By Cynthia Armour
City on a Hill Press Reporter

Home to cheap condoms, safe-sex education and HIV testing, the Student Health Outreach and Promotion (SHOP) program has been running for over a decade. It is one of the few totally student-run HIV testing programs in the country.

SHOP’s free and anonymous HIV testing serves between 160 and 200 students each quarter. The test is a completely painless oral swab called Orasure.

Meg Kobe, a health educator at SHOP, said that most of the students who come to SHOP to get tested for HIV are the “proactive and the ‘worried-well.’”

“Some students come back every six months,” Kobe said, because SHOP offers more than just a test. By offering preventative health services, SHOP’s role is to ensure students know and understand any risks they may be running. It’s a haven to talk about sexual health with a trained peer counselor.

“That’s half the battle right there, there’s so much misinformation out there,” Kobe said.

Currently, SHOP’s prerogative is to encourage health awareness.

“People leave knowing their HIV status and with an overall better mental health,” said Jess Inman-Godfrey, the HIV peer testing coordinator at SHOP.

In the last five years of testing, SHOP reports that only one student’s HIV test came back positive. According to Inman-Godfrey, this is due in part to the population SHOP treats.

“The people who come in to get tested are not those who are most at risk,” Inman-Godfrey said. She added that the campus in general is a “rather low-risk environment” compared to more urban settings, and that the on-campus health center clinic receives more “positives.”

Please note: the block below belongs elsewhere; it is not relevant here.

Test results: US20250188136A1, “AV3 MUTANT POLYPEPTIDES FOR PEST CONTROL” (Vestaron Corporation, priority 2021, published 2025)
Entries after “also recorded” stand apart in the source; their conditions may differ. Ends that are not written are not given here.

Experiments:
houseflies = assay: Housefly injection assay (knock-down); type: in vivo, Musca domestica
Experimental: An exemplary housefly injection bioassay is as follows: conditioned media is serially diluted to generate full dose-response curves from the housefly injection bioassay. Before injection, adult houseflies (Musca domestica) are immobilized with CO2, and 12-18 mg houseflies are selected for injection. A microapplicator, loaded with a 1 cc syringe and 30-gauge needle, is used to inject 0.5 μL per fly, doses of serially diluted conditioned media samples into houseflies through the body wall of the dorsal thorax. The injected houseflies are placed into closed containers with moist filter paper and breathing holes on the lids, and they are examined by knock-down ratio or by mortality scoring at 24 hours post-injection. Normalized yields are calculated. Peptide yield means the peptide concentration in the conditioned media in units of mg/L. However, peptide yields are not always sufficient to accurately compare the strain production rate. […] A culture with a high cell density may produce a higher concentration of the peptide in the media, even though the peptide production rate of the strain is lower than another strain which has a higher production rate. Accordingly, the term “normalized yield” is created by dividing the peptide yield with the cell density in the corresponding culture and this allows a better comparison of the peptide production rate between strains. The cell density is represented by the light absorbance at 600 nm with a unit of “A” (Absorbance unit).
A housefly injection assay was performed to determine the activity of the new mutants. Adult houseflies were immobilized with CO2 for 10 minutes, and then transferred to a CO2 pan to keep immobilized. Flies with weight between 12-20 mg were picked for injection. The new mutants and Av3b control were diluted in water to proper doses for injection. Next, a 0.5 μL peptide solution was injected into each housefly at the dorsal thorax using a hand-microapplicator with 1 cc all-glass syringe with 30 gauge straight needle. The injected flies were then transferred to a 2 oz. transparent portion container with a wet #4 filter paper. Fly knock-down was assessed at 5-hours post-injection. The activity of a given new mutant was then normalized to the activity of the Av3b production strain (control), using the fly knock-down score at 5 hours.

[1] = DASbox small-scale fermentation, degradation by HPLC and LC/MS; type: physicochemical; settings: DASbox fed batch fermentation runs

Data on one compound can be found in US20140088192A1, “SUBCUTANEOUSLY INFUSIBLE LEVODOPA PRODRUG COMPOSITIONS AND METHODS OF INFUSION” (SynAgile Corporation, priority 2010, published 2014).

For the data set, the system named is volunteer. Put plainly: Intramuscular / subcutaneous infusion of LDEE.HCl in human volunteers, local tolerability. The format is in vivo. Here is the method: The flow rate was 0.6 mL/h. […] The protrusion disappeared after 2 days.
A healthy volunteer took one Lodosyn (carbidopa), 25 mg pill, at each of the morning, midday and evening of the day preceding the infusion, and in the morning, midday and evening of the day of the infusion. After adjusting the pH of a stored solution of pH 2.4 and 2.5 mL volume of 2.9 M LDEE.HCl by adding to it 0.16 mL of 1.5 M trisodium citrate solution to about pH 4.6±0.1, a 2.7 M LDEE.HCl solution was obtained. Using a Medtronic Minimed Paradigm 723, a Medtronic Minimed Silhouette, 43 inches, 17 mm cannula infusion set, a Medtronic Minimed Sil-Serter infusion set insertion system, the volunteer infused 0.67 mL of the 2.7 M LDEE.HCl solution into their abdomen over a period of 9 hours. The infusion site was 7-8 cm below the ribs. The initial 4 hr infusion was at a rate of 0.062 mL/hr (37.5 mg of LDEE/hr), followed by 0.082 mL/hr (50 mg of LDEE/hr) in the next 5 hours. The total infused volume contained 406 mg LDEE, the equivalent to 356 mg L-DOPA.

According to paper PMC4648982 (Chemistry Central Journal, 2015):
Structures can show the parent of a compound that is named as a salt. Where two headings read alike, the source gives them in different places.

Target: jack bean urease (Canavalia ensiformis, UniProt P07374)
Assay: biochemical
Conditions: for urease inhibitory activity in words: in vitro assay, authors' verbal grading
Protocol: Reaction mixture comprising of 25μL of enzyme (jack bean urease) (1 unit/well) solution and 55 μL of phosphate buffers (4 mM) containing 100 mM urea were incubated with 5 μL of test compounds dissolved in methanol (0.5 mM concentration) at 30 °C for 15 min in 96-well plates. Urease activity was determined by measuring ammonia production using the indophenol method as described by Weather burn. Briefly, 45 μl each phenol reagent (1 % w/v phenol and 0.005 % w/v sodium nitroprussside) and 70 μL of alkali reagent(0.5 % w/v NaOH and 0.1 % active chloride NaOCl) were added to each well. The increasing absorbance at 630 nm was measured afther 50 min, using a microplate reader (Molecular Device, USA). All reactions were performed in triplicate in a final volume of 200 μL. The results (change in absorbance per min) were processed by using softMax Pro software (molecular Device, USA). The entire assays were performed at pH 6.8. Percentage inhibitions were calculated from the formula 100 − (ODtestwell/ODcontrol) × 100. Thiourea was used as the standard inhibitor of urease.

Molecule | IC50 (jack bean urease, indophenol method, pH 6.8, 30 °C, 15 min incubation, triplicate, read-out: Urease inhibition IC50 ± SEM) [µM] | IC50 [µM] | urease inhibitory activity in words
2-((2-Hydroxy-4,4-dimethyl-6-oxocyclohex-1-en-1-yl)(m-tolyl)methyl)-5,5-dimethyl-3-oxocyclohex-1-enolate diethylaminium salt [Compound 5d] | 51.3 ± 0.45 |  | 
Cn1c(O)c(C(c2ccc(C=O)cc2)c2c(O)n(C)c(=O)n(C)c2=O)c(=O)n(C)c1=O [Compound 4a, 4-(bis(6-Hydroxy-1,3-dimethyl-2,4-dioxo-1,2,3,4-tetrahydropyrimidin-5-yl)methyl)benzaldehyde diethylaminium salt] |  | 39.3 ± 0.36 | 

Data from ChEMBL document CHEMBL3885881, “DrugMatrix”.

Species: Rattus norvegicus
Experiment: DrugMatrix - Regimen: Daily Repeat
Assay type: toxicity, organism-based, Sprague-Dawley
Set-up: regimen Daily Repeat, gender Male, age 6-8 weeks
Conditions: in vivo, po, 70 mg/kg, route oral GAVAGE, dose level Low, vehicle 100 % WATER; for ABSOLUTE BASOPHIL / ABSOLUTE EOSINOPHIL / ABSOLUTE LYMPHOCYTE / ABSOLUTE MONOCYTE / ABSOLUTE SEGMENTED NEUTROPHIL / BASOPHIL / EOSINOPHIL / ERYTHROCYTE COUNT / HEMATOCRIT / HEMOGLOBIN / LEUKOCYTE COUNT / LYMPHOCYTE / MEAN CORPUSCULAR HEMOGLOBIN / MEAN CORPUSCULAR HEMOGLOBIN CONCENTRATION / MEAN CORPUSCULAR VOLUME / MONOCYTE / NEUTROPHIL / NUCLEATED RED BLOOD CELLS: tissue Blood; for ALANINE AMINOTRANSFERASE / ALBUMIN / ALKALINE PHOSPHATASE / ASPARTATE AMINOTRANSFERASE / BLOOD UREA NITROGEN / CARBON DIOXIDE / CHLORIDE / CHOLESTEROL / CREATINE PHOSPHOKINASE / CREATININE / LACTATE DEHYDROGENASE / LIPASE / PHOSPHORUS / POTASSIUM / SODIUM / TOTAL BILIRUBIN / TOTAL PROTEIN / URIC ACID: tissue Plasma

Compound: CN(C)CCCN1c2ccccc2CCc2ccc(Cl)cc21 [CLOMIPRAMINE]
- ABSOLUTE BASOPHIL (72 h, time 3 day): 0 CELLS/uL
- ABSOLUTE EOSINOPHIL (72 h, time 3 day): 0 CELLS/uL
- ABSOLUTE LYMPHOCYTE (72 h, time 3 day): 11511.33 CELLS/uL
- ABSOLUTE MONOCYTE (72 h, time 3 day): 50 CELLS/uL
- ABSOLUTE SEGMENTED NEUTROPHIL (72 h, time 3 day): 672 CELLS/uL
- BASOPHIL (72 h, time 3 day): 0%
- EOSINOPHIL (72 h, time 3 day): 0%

Although reassuring, these numbers are also deceiving. HIV continues to impose a prevalent threat in the United States, with an estimated 1.1 million HIV-positive adults and adolescents, according to an article from the U.S. Center for Disease Control and Prevention (CDC). The more striking fact is that of these 1.1 million, approximately 1 in 5 (21 percent) are unaware that they are infected.

SHOP operates on the belief that it is important to continue to offer and encourage widespread HIV testing in order to reach all types. Francisco Mayer, a fourth-year student, has been tested twice since enrolling at UCSC.

“A few years ago, I was in a serious relationship,” Mayer said. “She had already been tested, so just to reciprocate, I did too. [The other time] I was nervous because one of the girls I slept with was using needles.”

There are also those who feel responsible enough to do without the tests, following the belief that in this day and age they are aware enough not to run the risk of infecting a partner with an incurable virus.

However, guidelines from the CDC recommend that any sexually active person aged 13 to 64 be tested at least once for HIV. Kobe also subscribes to this mantra: “Every sexually active young person needs to be proactive about their health.”